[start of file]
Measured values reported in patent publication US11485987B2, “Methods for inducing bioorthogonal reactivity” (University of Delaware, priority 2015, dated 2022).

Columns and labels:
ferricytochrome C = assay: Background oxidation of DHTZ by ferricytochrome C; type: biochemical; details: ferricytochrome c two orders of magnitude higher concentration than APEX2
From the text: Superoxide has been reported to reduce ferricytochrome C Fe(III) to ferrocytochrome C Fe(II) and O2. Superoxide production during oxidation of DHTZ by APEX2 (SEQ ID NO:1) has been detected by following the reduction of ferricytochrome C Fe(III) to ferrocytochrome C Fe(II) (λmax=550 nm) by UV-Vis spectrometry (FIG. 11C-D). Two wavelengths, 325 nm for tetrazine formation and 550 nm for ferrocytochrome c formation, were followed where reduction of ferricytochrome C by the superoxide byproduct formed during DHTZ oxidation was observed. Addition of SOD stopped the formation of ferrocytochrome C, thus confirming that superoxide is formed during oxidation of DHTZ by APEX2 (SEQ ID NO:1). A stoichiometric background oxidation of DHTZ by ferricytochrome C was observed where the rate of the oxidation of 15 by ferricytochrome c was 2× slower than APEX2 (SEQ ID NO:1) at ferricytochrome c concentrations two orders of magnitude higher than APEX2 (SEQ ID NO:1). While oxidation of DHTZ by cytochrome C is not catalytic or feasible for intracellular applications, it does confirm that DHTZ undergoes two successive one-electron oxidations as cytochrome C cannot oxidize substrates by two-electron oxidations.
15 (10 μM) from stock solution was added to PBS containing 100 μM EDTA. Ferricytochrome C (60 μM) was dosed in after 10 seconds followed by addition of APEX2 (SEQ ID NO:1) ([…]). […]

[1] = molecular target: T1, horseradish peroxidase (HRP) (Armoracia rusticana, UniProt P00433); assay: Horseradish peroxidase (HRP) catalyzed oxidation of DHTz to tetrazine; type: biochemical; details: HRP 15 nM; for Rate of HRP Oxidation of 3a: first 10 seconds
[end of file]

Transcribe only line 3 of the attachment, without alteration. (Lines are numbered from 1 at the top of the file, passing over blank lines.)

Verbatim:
ferricytochrome C = assay: Background oxidation of DHTZ by ferricytochrome C; type: biochemical; details: ferricytochrome c two orders of magnitude higher concentration than APEX2